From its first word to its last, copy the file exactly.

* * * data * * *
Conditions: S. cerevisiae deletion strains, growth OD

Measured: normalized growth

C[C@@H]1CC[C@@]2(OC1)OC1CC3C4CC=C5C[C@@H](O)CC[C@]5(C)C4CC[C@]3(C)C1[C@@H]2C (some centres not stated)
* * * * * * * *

Conditions: S. cerevisiae deletion strains, growth OD

Measured: normalized growth

C[C@@H]1CC[C@@]2(OC1)OC1CC3C4CC=C5C[C@@H](O)CC[C@]5(C)C4CC[C@]3(C)C1[C@@H]2C (some centres not stated)